Respiratory therapists working in the HME industry are facing their own upheavals as a result of reimbursement cuts. The providers’ drive to preserve the bottom line may go head-to-head with the need to maintain patient services and a high level of care. The profession may need to adjust its strategy for survival in the years ahead.
Turbulent. Transitional. Dynamic. Ever-Changing. Struggling.
This is how manufacturers responded when asked to describe the state of the respiratory industry. Nobody is under any illusions. Even the most optimistic recognizes the fundamental truth that the industry is experiencing perhaps its most intense period of change. Of course, it’s not the first time that changes have come around, but the levels of change proposed in such a relatively short period of time weigh heavily on the entire industry.
If it’s not already a cliché, it soon will be: The sleep segment of the DME respiratory market is booming. According to a Wachovia Securities survey published in January, 2006, brand-specific prescriptions for flow generators were up from 29 percent to 47 percent of prescriptions in the current survey. Market analysts predict an overall 20 percent growth in the sleep apnea market through 2007.
Two industry coalitions are working hard to raise awareness of the issues and reverse some of the most challenging legislation the industry has seen in recent years.
Perhaps the most important thing to come out of these particularly challenging times is that people are sitting up and taking notice. Whichever part of the industry you serve, the bottom line message is one of concern, thoughtfulness and calls to action, motivated by a deep desire to provide the best services, equipment and treatment options for the client. When all of these factors come together in one strong voice, change can—and will—happen, for the greater good of the entire industry.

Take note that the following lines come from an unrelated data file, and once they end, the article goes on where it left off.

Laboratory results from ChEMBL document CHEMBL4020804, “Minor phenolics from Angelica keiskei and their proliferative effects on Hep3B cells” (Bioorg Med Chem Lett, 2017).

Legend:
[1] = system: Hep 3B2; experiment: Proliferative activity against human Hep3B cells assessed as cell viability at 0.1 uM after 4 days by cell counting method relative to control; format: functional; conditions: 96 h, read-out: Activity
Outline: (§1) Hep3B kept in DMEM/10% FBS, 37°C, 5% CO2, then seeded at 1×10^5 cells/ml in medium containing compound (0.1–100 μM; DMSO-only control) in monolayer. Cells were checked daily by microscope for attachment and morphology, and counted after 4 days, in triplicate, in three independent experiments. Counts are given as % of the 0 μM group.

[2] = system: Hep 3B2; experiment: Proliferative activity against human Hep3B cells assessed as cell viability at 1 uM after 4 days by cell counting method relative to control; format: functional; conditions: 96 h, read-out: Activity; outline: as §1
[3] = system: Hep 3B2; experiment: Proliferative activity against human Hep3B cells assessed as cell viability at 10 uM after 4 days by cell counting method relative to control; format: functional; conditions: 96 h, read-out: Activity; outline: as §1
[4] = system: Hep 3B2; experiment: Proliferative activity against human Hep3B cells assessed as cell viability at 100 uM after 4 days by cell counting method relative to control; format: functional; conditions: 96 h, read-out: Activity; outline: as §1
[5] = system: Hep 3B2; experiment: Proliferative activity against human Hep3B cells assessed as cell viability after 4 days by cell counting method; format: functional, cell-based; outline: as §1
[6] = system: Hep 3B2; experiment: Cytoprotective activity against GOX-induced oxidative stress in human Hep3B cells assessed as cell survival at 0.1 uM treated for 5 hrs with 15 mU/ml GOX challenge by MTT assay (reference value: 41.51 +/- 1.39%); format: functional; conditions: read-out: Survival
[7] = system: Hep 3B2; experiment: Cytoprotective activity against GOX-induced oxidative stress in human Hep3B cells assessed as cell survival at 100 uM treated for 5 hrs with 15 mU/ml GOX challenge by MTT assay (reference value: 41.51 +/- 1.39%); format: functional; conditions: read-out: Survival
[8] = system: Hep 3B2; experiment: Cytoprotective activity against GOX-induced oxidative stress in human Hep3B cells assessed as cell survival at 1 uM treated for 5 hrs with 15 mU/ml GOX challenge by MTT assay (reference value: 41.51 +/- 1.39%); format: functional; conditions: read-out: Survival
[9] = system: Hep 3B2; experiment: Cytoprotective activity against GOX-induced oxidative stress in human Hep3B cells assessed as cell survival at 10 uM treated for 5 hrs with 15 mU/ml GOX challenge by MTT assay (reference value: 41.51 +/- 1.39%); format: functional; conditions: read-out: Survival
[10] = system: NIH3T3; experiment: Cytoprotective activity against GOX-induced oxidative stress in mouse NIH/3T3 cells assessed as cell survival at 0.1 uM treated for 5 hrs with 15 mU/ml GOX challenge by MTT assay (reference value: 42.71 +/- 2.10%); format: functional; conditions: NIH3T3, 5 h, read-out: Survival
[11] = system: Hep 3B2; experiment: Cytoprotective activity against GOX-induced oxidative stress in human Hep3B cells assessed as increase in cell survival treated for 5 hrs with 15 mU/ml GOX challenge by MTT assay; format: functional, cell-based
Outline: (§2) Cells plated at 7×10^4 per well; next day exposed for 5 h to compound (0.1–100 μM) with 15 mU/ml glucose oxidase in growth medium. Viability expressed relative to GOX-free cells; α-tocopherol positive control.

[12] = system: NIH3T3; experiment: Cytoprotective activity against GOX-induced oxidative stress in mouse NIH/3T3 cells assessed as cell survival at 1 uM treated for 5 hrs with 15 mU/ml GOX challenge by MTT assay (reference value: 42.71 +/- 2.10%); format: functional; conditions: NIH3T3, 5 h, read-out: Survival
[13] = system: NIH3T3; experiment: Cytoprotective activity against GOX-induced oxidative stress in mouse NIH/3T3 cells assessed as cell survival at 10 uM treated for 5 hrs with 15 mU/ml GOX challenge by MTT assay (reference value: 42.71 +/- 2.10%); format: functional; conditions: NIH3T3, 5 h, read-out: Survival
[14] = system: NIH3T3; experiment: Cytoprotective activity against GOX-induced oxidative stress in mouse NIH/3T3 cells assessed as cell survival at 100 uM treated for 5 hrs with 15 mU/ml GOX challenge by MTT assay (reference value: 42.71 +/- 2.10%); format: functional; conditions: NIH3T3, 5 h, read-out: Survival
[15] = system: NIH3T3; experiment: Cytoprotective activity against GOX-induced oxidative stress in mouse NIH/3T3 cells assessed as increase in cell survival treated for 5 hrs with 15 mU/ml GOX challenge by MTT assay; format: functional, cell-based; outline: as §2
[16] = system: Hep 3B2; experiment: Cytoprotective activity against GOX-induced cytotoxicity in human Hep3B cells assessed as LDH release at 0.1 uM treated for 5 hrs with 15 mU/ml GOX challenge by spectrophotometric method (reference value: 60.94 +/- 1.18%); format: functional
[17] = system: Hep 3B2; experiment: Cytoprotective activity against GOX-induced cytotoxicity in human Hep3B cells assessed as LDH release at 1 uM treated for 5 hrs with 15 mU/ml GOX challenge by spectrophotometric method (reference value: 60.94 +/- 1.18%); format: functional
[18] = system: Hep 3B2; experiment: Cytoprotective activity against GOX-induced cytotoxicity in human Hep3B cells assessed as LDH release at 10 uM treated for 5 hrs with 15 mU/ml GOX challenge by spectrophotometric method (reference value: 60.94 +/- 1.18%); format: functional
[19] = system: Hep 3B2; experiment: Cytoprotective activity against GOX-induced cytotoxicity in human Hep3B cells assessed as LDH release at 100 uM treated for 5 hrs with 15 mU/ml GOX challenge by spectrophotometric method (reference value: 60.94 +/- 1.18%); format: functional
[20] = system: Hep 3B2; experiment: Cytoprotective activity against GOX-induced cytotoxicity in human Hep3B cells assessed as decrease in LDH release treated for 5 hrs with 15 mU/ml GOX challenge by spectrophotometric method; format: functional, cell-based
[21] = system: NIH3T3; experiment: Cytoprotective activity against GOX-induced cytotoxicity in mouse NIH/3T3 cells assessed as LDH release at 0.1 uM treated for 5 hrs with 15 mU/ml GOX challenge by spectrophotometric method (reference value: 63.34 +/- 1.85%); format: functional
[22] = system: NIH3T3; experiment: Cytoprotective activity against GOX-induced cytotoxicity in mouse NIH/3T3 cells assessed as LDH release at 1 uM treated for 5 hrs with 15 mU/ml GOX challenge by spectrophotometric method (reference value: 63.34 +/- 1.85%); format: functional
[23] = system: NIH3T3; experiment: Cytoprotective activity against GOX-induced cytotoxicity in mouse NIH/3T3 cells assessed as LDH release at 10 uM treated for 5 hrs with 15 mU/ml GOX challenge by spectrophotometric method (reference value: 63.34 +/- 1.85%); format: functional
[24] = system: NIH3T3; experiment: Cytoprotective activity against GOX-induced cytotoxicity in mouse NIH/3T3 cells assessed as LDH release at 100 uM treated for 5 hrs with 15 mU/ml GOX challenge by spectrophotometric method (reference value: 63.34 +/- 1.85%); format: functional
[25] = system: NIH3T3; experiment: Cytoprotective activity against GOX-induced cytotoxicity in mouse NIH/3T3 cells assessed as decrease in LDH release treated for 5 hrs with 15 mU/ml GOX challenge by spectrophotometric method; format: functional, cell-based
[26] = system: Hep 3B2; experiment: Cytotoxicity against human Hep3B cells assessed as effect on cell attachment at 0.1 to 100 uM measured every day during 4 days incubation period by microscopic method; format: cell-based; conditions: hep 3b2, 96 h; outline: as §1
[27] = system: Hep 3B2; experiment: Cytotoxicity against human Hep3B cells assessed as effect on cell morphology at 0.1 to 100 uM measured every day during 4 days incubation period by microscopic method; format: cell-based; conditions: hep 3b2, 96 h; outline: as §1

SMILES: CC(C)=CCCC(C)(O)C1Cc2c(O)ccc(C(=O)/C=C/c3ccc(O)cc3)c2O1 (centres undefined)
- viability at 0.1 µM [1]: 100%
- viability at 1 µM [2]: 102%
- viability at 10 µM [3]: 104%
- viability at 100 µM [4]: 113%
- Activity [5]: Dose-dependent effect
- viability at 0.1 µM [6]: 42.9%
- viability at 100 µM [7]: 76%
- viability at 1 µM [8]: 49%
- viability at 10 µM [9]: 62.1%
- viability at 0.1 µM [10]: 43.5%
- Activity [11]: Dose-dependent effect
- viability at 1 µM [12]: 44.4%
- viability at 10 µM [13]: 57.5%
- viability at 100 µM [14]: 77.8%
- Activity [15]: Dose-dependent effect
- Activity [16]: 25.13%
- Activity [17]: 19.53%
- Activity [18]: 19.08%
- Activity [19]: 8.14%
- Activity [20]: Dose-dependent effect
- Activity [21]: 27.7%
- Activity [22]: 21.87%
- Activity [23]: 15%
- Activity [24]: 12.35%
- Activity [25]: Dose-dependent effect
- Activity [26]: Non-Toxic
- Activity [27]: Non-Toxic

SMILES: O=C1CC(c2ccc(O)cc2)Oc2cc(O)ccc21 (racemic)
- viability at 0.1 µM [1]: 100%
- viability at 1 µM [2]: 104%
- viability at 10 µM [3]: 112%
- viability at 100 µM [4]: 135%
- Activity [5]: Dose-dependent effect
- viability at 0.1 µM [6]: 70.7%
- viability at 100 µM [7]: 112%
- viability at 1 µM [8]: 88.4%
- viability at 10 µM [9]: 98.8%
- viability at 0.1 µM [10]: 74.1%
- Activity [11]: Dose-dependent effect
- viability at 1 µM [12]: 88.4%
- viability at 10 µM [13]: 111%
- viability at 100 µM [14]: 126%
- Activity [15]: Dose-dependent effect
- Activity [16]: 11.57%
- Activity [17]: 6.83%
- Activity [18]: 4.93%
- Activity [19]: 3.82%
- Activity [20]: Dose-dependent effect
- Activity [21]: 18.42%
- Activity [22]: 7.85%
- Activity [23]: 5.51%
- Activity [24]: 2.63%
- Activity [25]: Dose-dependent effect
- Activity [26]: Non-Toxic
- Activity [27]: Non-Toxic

The asthma industry was constricted by cuts earlier in the year, but new trends in technology may pave the way for market expansion
Where will oxygen providers be in 2007? 2008? Unfortunately, the answers are unclear. We have some guidelines from the Centers for Medicare and Medicaid Services (CMS); however, much of it is vague and some of it is simply inconceivable. Our fight has already started.
The oxygen patient has been the focus of the respiratory company’s attention. Providers, especially those that follow a clinical model, take great pride in the services they furnish to these patients. Over the years, this portion of the home care community has sought to distinguish itself on the basis of its commitment to managing the disease process rather than merely treating the symptoms. Providers have competed on the basis of their services and their willingness to work with others on the patient’s health care team. Policy-makers have not always acknowledged this commitment to service, but this was never a deterrent. Even when policy-makers reduced Medicare reimbursement for oxygen over the years, I was impressed by your commitment to your patients and your communities.
Given the challenges facing reimbursement for home oxygen under Medicare, DME companies are considering whether it makes sense to increase their “sleep business.”